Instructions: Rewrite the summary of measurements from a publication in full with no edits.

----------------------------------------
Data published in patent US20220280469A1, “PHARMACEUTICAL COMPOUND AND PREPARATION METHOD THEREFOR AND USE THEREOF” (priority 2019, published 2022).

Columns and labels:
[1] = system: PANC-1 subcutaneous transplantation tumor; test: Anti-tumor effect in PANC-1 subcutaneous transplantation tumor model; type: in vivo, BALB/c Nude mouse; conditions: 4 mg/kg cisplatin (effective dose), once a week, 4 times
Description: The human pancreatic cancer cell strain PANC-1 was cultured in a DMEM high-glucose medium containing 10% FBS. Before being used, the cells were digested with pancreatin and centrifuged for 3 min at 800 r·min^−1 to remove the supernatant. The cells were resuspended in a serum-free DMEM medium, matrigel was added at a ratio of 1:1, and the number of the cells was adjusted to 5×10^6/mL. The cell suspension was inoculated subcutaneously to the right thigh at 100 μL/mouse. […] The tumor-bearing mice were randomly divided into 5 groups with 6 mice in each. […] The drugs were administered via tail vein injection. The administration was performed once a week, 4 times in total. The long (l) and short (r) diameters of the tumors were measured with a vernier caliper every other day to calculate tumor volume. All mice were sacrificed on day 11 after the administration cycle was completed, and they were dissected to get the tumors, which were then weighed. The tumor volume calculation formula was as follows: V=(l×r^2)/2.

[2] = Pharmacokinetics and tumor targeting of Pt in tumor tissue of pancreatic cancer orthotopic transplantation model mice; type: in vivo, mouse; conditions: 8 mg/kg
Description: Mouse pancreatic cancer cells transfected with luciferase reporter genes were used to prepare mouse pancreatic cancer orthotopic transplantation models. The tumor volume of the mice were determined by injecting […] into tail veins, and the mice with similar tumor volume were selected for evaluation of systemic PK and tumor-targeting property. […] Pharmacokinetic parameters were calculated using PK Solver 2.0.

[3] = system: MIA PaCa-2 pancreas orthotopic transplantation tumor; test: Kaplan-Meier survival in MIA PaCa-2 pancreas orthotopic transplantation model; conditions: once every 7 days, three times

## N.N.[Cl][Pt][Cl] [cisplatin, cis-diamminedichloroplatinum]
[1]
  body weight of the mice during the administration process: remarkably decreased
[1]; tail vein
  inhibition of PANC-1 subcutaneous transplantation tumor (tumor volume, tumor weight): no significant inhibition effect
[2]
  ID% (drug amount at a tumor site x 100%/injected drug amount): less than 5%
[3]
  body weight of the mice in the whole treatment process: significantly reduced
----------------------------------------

Data published in patent US20220280469A1, “PHARMACEUTICAL COMPOUND AND PREPARATION METHOD THEREFOR AND USE THEREOF” (priority 2019, published 2022).

Columns and labels:
[1] = system: PANC-1 subcutaneous transplantation tumor; test: Anti-tumor effect in PANC-1 subcutaneous transplantation tumor model; type: in vivo, BALB/c Nude mouse; conditions: 4 mg/kg cisplatin (effective dose), once a week, 4 times
Description: The human pancreatic cancer cell strain PANC-1 was cultured in a DMEM high-glucose medium containing 10% FBS. Before being used, the cells were digested with pancreatin and centrifuged for 3 min at 800 r·min^−1 to remove the supernatant. The cells were resuspended in a serum-free DMEM medium, matrigel was added at a ratio of 1:1, and the number of the cells was adjusted to 5×10^6/mL. The cell suspension was inoculated subcutaneously to the right thigh at 100 μL/mouse. […] The tumor-bearing mice were randomly divided into 5 groups with 6 mice in each. […] The drugs were administered via tail vein injection. The administration was performed once a week, 4 times in total. The long (l) and short (r) diameters of the tumors were measured with a vernier caliper every other day to calculate tumor volume. All mice were sacrificed on day 11 after the administration cycle was completed, and they were dissected to get the tumors, which were then weighed. The tumor volume calculation formula was as follows: V=(l×r^2)/2.

[2] = Pharmacokinetics and tumor targeting of Pt in tumor tissue of pancreatic cancer orthotopic transplantation model mice; type: in vivo, mouse; conditions: 8 mg/kg
Description: Mouse pancreatic cancer cells transfected with luciferase reporter genes were used to prepare mouse pancreatic cancer orthotopic transplantation models. The tumor volume of the mice were determined by injecting […] into tail veins, and the mice with similar tumor volume were selected for evaluation of systemic PK and tumor-targeting property. […] Pharmacokinetic parameters were calculated using PK Solver 2.0.

[3] = system: MIA PaCa-2 pancreas orthotopic transplantation tumor; test: Kaplan-Meier survival in MIA PaCa-2 pancreas orthotopic transplantation model; conditions: once every 7 days, three times

## N.N.[Cl][Pt][Cl] [cisplatin, cis-diamminedichloroplatinum]
[1]
  body weight of the mice during the administration process: remarkably decreased
[1]; tail vein
  inhibition of PANC-1 subcutaneous transplantation tumor (tumor volume, tumor weight): no significant inhibition effect
[2]
  ID% (drug amount at a tumor site x 100%/injected drug amount): less than 5%
[3]
  body weight of the mice in the whole treatment process: significantly reduced